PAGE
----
Mentalization is a robust construct that has given rise to mentalizing based therapy (MBT). MBT is directly related to and arose from attachment research and attachment theory.
One of our primary survival mechanisms, especially for infants, is our attachment to our caregivers. These attachment relationships are optimal when they are secure and safe because children have little chance of survival in the world without caregivers. If these attachments are disrupted or at worst damaged, or there is trauma or violence or neglect, and abuse, those attachment relationships, and the biological mechanism of attachment, can be injured or impaired. This is how a child at a young age is traumatized by the people who are responsible for their safety and care. These children can grow up with a traumatized sense of the world, and ridged working models of others, and themselves. They may learn how to survive but do not leave childhood with a sense of how to thrive.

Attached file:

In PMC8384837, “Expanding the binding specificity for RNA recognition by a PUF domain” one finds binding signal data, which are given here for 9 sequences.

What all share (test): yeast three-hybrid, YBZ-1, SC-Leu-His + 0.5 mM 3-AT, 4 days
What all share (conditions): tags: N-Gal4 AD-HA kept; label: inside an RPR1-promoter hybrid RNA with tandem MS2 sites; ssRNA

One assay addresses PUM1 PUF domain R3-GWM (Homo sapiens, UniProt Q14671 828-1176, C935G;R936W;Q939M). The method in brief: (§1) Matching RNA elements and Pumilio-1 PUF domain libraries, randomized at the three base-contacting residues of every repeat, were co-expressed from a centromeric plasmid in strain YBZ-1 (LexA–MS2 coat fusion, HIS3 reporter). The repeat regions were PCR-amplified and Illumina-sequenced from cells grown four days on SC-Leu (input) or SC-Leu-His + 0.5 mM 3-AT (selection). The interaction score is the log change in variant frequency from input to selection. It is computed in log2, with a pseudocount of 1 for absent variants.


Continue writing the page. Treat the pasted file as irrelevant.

MBT is very effective approach within this kind of developmental presentation. MBT arose directly from of the observation that imbedded within a securely based attachment relationships, is the parents’ ability to effectively mentalize or reflect, hold in mind, and reflect understandings of the inner thoughts, feelings, sensations, in a child in a moment and to help them understand themselves in the world and that they are caring for.
A good mentalizing based therapist is looking to actively hold in mind and reflect congruent understanding the inner world of their client. In that place, they put the client’s inner world in reflective language. This congruent, in the moment reflective shared space helps the client organize their inner selves while simultaneously regulating previously overwhelming imbedded emotions. The MBT therapist has also simultaneously, aware of themselves in the relationship and holds their own mind as an important part of the therapeutic process. MBT is a wonderful jewel of a treatment method. I personally have really enjoy working from mentalizing perspective while also holding a trauma informed practice.